Light rail may operate in typhoon No.8

Thursday, November 5, 2009
Issue 861, Page 3
Word count: 804
Published in: Macau Daily Times

By Poyi (Natalie) Leung

While the Macau Institution of Engineers (AEM) believed that the light rail transit should be safe to operate under typhoon signal No. 8 as long as the speed can be reduced, the Transport Infrastructure Office (GIT) is not so sure about the idea and said that people are supposed not to stay outdoor during that period.

The GIT yesterday visited the local engineers to introduce to them the final construction plan of the first phase of the light rail transit.

AEM president Leong Man Io told reporters after the presentation he deemed that if the trains could slow down the speed when typhoon signal No. 8 is hoisted, the light rail service should be able to be maintained safely.

“Certainly the GIT will have to also look at the overall design of the transit system and the trains. But we need to know that the elevated tracks won’t be as high as the three Macau-Taipa bridges and will be just around eight metres, or 15 metres at the highest, above the ground,” Mr Leong said.

However, deputy director of the GIT, Ho Cheong Kei, said that it would depend on which model of trains the transit will be using, “as different models set different speed limits on the trains”.

Mr Ho said that generally the light rail system will adopt the same way as other public transportation (buses) – to suspend services a short period after a typhoon signal No. 8 is hoisted.

“Although the light rail will still be able to provide limited services to people during the typhoon season, we don’t encourage people to commute between places anymore at that time,” the GIT officer said.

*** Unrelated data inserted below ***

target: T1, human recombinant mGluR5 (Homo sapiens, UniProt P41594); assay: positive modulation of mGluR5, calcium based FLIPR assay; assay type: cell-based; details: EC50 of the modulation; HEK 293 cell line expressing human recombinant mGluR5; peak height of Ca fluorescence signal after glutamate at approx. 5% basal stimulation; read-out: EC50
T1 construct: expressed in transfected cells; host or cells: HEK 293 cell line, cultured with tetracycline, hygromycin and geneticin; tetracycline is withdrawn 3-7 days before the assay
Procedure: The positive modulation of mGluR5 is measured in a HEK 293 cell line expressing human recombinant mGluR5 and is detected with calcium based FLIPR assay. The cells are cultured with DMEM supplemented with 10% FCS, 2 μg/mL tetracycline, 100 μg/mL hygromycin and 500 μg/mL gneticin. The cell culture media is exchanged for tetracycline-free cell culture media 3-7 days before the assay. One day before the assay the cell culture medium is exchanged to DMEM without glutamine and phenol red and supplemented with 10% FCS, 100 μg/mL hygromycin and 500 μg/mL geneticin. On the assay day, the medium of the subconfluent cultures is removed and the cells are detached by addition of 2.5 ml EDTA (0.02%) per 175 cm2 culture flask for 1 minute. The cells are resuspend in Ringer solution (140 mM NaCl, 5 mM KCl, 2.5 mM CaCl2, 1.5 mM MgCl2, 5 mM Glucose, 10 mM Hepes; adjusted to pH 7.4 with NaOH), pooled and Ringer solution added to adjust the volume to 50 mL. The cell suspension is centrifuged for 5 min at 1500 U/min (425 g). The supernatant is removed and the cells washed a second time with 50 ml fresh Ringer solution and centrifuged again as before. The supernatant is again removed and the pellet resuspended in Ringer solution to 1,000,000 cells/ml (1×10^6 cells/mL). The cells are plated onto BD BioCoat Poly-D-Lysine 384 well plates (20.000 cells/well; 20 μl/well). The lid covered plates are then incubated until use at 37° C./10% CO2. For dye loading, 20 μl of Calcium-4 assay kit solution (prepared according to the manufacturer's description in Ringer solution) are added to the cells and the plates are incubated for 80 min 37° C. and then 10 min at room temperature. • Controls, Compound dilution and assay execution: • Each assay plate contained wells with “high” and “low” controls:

Yet, he added that a certain period before and after a typhoon signal is hoisted, “certainly the government has to ensure operations of some public transportation and cannot halt the services completely”.

Therefore, if it is necessary to continue the light rail service, Mr Ho said the GIT will first take into consideration the safety issues, such as reducing the speed or the frequency of trains.

In regard to the ticket prices, the AEM president, based on the construction cost of 7.5 billion patacas, estimated that only when the fares were set at eight to nine patacas could the government recover the full investment.

“If the prices are between four and five patacas, the government must have subsidised part of it,” Mr Ho said.

However, he said that there are many factors that could affect the final fares of the light rail.

“If the government is to allow commercial facilities such as shops in some large stations, the revenue generated from them can help fund the operating cost of the light rail and thus offer more affordable fares to the public,” he added.

As for the GIT’s perspective, Mr Ho pointed out that the government did not yet know how much revenue or expenses it will register from the mass transit.

He said that the GIT did not consider setting up commercial facilities in stations for the moment, adding that the government will not look at the balance of payments only from a “business point of view” especially when it comes to large-scale public investment projects.

“Instead, we will look at the other economical benefits in society as a whole. For example, how much time a passenger can save on commuting when travelling on the light rail, how it can help increase his job performance, and how the pressure of the existing traffic network can be eased,” Mr Ho said.

On the other hand, the AEM president told reporters many improvements had been made in the final construction plan.

Mr Leong said the engineers used to worry about the possible impact on the view especially along Sai Van and Nam Van Lakes, as the original plan was to build the transit above the ground.

Yet, it has now changed to build an underwater tunnel in that particular section of the route.

“It’s quite a perfect proposal already,” Mr Leong said.

“The plan will not only resolve the internal traffic problems of Macau, but will also connect with the railway system in the mainland (Guangzhou-Zhuhai Railway), which is able to save a lot of time on travelling and may also allow us to go to many different cities within China without taking a plane,” he added.

As for the environmental issues, Mr Leong also said that a lot of work had been done on minimising noise, air, water as well as underground soil pollution.

“During the construction, the chemicals used to stabilise the soil may penetrate into the underground layers of soil which then cause pollution,” he said.

“We saw strategies have been proposed to preserve the environment, and as such the entire light rail system will also serve as a green belt in the city,” he added.


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